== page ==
“What fresh hell is this?” asks this reader about the larva-like creature buried in a piece of lint pictured below. He describes it as having a “long white body and dark head.”
“I keep seeing what looks like natural clumps of fluff and dust stuck to my ceiling”, he continues. “One day I opened one up and found a small maggot inside. From reading your site they seem like carpet moths? Except instead of spinning their own cocoon they drag fluff and dirt up my wall and attach themselves to the ceiling suspiciously directly over my bed. Is this normal behavior for a carpet moth? I live in Ireland.”
To answer our reader’s question, yes these probably are what he refers to as ‘carpet moths’. The more commonly used name is ‘clothes moth’, and the ‘maggot’ he found would thus be the larva of a clothes moth. In particular, we think this is a casemaking clothes moth larva. We think this due to the behavior our reader described.
Casemaking clothes moth larvae feed on items made from organic-based materials. Usually such items come in the form of textiles and textile-covered furniture, such as bed sheets, upholstery, clothing and rugs/carpets. These clothes moth larvae in particular will spin silken tubes in which they hide while eating their findings, hence the name.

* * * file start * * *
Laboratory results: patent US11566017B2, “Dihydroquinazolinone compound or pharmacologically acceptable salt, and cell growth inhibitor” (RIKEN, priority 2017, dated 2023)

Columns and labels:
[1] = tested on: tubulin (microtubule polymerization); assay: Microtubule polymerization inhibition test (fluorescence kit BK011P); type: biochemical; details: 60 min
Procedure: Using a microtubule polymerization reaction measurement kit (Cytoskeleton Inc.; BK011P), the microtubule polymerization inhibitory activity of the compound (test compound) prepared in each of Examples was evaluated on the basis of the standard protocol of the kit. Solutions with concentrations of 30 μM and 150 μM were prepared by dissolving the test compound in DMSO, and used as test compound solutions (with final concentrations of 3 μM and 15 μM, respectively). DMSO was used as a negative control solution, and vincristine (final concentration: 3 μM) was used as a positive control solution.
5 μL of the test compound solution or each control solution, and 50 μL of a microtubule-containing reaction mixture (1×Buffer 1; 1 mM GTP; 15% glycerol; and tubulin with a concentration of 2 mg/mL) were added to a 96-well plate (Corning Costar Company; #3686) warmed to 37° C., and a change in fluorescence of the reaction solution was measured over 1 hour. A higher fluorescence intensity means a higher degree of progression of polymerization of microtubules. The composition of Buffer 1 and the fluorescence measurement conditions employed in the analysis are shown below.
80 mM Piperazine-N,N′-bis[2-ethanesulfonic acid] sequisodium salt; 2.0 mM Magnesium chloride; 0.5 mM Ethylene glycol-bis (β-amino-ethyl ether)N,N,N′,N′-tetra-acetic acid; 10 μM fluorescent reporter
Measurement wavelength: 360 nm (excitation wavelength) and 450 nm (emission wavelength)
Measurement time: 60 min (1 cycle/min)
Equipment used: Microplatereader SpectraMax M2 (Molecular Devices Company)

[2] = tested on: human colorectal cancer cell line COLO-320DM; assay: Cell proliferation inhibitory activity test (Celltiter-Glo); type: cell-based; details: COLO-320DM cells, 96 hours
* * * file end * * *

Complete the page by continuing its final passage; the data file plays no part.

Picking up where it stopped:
It seems as though the larva our reader found is dragging their food up to their ‘hiding spot’ which is over our reader’s bed. This makes sense in terms of staying near a food source (a bed being one of the best), as clothes moth larvae tend to do that, but it seems that this particular larva is not that good at remaining inconspicuous.
So yes, this is normal for a clothes moth larva, but they tend to be better at hiding their behavior. This is actually lucky for our reader though, as the quicker one spots these larvae, the easier it is to prevent infestation. We recommend that he vacuums around his bed, clean the ceiling over his bed (and wherever he finds the larvae), and that he launder his bed sheets and pillow cases (and any other textiles on or near his bed that the larvae would like).
In the case that our reader discovers more roaming larvae, and he thinks he may be experiencing an infestation, we recommend consulting this past “article on clothes moth larvae” of ours which details how to combat a clothes moth infestation.
Additionally, we just want to add that, despite being household pests, clothes moth larvae are not harmful to humans or pets, so our reader does not need to worry about that.
To conclude, the “maggot” that our reader found dragging “clumps of fluff” up his walls is a casemaking clothes moth larva. We hope this article proves helpful, and we wish him the very best!
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